The struggles on the ground in Osaka continue

Naomi Osaka’s athletic performance continues to decline. The four-time Grand Slam champion, who parted ways with her coach last month, lost in the second round of the Silicon Valley Classic in San Jose, California on August 5 to fellow American Coco Gauff in straight sets ( 6-4, 6-4).

Osaka then traveled to Toronto for the National Bank Open where she withdrew from her first round match against Estonian Kaia Kanepi in the second set due to a back injury while leading 7- 6 (7-4), 3-0.

Osaka, 24, who has struggled to get into shape for months, has lost in the first or second round of the last three tournaments she has played in, which is not encouraging given that the US Open n is only a few weeks away.

Matsuyama Out of St. Jude Championship as drama prepares for future

Hideki Matsuyama withdrew from the FedEx St. Jude Championship (August 11-14) due to a neck injury. Matsuyama, 30, still hopes to play in the BMW Championship (August 18-21) in Wilmington, Delaware, and the Tour Championship (August 25-28) in Atlanta.

The real news will come after the Tour Championship ends when Matsuyama could announce that he has joined LIV Golf. Rumors have been swirling for weeks that the Ehime Prefecture native has already signed to join the fledgling tour for a staggering sum of around 50 billion yen (nearly $375 million).

Kikuchi’s mediocrity continues with the Blue Jays

Toronto Blue Jays pitcher Yusei Kikuchi was bombarded in a start against the Baltimore Orioles on Aug. 8, giving up three home runs and five earned runs over five innings in a 7-4 road loss. The loss dropped the left-hander’s record to 4-6 this season with a 5.13 ERA.

One has to wonder what lifespan Kikuchi, 31, has in MLB. The Iwate Prefecture native’s career record is 19-30 in four seasons with a 5.00 ERA.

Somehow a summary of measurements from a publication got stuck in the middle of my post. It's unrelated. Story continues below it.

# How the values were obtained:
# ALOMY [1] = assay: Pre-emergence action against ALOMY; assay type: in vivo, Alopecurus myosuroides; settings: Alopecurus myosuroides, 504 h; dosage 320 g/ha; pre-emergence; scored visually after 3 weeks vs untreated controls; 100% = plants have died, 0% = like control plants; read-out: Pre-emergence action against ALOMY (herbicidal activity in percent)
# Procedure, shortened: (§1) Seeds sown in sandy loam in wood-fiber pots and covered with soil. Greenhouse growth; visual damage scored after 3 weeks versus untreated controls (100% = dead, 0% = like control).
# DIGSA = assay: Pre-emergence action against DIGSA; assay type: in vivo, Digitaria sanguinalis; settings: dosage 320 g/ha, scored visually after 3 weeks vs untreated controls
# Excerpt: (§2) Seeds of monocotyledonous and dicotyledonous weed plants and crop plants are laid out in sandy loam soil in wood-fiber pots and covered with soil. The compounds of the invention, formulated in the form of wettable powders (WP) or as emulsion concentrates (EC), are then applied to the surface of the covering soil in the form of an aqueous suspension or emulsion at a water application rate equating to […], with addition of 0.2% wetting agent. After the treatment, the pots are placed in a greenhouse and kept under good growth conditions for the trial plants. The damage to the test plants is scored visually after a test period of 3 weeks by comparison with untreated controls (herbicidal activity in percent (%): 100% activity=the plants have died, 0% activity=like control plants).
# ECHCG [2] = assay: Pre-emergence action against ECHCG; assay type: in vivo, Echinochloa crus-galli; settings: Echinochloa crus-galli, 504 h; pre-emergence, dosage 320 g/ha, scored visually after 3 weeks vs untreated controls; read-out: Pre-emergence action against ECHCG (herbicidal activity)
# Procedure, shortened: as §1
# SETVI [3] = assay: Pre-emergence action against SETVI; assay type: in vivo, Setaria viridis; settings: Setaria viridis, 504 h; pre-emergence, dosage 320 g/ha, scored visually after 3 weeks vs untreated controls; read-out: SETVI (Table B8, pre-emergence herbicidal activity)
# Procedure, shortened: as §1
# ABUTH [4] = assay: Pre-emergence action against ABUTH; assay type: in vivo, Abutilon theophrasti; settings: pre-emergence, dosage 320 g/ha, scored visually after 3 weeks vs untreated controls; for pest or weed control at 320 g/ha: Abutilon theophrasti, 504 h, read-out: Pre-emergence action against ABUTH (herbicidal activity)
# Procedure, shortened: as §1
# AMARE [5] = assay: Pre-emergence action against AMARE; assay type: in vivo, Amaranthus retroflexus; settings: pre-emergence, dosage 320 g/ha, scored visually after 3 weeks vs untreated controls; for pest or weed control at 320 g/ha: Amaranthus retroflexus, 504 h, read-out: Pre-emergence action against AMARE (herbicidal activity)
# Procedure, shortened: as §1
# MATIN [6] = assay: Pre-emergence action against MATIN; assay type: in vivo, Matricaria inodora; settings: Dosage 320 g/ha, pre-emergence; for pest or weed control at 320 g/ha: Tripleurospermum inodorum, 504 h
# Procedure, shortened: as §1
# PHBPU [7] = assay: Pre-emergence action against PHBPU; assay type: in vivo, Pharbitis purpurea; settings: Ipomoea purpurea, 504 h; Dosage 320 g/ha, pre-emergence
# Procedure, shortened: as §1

Kikuchi, a former Seibu Lions ace, earns US$12 million (1.6 billion yen) this season in the first year of a three-year, $36 million (4.8 billion yen) contract. ) with the Blue Jays. He basically earns $1 million a month, but the numbers to justify that salary just aren’t there.

New pressure arena in Nagoya

The ground was laid July 27 for a new 15,000-seat arena in Nagoya that will host basketball, figure skating, concerts and other events. The Aichi International Arena will be located in the city’s Kita-ku, a 13-minute subway ride from Nagoya Station, and is expected to open in summer 2025.

The project is funded by a consortium that includes Maeda Corporation, NTT Docomo, Anschutz Sports Holdings and Chubu Nippon Broadcasting.

It’s great to see investment in new arenas in a country that badly needs it. Hopefully the city of Sapporo will benefit from a similar new venue to replace the outdated Makomanai Ice Arena (built in 1970) if it wins the right to host the 2030 Olympics.

Yuna Kim will marry singer Rim

Congratulations to retired South Korean skating star Yuna Kim, a gold medalist at the 2010 Vancouver Olympics, who recently announced that she is engaged to singer Koo Wo Rim.

Kim hung up her skates in 2014 after the Sochi Olympics where she was awarded silver in controversial circumstances. Kim, 32, has been dating Rim, 27, for three years after meeting at an ice show, her agency All That Sports revealed in a statement.

Kim’s battles with three-time world champion Mao Asada helped propel skating’s popularity in Asia before Yuzuru Hanyu came onto the scene.

Author: Jack Gallagher

The author is a seasoned sports journalist and one of the world’s leading figure skating experts. Find Jack’s articles and podcasts on his author page, hereand find him on Twitter @sportsjapan.

Engaging North Korea: New Perspectives in Diplomacy to Help Solve the Kidnapping Problem